According to a study, researchers examined an algorithm can be used to model and print a three-dimensional (3-D) prosthesis of a human nose. The study was published in JAMA Otolaryngology-Head & Neck Surgery.To describe a novel computer algorithm for the creation of a 3-D model of a nose and to evaluate the similarity of appearance of the nasal p rosthesis with that of the individual’s nose.

A prospective pilot study with a cross-sectional survey was conducted at a tertiary care academic center. Five volunteers were used for creation of the nasal prostheses, and 36 survey respondents with a medical background were involved in evaluating the nasal prostheses.

Nasal cutaneous defects result from Mohs surgery for the treatment of malignant neoplasms such as basal cell carcinoma, squamous cell carcinoma, and melanoma. Nasal defects caused by trauma are less commonly seen and are caused most often by amputations due to dog bites or crush injuries.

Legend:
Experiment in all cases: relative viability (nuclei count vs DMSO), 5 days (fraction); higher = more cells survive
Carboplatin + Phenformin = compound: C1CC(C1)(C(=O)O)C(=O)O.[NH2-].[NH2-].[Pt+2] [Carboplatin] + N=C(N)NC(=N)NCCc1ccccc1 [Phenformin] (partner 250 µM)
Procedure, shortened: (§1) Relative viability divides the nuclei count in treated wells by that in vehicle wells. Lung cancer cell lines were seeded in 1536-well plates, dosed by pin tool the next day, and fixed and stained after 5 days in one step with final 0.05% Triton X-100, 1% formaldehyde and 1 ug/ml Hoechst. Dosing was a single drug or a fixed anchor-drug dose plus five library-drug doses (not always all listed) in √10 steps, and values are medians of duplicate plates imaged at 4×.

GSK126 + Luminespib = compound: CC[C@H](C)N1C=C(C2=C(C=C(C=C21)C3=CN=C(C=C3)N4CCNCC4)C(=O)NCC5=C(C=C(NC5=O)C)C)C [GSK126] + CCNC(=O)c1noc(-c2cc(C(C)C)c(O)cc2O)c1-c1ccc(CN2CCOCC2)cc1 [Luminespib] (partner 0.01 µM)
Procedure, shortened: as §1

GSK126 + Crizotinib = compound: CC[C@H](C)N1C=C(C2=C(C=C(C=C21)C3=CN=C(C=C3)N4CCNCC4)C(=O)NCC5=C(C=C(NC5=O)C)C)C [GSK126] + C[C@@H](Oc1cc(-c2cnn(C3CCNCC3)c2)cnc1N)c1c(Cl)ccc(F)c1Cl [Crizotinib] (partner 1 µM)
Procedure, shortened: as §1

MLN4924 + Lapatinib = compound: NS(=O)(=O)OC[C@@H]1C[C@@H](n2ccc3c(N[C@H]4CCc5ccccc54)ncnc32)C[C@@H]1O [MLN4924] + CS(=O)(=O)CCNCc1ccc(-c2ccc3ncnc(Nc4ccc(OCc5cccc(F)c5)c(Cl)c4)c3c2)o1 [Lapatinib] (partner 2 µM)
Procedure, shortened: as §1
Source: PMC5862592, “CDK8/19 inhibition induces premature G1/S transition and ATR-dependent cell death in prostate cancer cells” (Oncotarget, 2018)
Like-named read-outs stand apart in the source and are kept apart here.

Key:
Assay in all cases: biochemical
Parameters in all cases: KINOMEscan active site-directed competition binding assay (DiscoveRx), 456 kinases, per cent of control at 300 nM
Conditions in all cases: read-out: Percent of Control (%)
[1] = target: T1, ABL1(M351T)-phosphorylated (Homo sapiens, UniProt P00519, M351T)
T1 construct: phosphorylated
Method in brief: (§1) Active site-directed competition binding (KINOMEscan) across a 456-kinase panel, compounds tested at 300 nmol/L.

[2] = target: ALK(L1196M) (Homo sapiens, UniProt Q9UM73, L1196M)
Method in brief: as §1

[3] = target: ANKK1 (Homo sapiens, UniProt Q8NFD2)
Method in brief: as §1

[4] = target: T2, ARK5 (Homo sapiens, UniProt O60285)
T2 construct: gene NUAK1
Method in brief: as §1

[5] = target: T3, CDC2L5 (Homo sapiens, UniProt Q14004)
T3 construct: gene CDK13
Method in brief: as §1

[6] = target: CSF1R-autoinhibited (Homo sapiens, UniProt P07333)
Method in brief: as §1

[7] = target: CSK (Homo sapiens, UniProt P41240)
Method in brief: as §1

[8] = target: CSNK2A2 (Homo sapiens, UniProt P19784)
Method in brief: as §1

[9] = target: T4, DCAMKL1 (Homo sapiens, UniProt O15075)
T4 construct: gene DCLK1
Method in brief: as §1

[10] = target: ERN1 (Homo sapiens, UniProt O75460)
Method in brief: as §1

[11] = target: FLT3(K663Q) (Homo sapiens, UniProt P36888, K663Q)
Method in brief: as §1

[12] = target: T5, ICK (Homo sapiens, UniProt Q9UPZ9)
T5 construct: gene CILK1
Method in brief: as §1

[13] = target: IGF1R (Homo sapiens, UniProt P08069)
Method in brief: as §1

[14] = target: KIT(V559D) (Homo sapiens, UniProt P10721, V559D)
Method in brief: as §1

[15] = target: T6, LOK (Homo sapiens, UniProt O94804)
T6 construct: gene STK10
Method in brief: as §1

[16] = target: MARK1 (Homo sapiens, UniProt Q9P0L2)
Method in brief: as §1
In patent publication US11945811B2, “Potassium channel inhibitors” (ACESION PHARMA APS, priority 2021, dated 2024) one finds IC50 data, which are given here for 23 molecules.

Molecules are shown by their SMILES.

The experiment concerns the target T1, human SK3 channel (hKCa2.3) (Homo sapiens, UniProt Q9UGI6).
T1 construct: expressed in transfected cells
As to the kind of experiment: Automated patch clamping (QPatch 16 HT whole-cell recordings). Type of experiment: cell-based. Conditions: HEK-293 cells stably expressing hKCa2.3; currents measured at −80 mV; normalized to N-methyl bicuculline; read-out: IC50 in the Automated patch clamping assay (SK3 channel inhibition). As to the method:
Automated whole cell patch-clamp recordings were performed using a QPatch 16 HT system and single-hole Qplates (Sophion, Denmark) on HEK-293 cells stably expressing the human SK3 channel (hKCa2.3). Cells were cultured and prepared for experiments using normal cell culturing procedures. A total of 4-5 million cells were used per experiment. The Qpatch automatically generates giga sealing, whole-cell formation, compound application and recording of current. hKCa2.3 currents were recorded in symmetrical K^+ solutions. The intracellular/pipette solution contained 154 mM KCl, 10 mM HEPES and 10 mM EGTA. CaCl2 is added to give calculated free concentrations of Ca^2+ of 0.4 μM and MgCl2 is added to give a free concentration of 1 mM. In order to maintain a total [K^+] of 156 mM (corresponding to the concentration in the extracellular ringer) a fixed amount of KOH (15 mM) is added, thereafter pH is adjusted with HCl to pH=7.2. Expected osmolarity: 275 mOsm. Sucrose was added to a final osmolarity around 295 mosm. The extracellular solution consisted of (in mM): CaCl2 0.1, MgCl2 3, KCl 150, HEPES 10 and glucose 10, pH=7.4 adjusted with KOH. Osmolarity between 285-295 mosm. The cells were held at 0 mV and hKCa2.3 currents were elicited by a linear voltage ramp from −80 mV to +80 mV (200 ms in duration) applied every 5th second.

The similarity between 3-D printed nasal models and photographs of the volunteers’ noses based on survey data. Thirty-six survey respondents evaluated 4 views for each of the 5 modeled noses (from 4 women and 1 man; mean [SD] age, 26.6 [5.7] years). The mean (SD) score for the overall similarity between the photographs and the 3-D models was 8.42 (1.34).

The mean scores for each nasal comparison ranged from 7.97 to 8.62. According to the survey, respondents were able to match the correct 3-D nose to the corresponding volunteers’ photographs in 171 of 175 photographs (97.7%). All surveyed clinicians indicated that they would consider using this tool to create a temporary prosthesis instead of referring to a prosthodontist.

This novel algorithm has the ability to produce anatomically accurate, temporary nasal prostheses for patients undergoing total rhinectomy. This low-cost solution obviates the need for referral to an anaplastologist for creation of a temporary nasal prosthesis while further reconstructive efforts may be planned. More investigations are necessary to definitively determine the applicability of this technique to different nasal subtypes and the ideal printing material to do so.

This algorithm can be used to model and print a 3-D prosthesis of a human nose. The printed models closely depicted the photographs of each volunteer’s nose and can potentially be used to create a temporary prosthesis to fill external nasal defects. The appropriate clinical application of this technique is yet to be determined.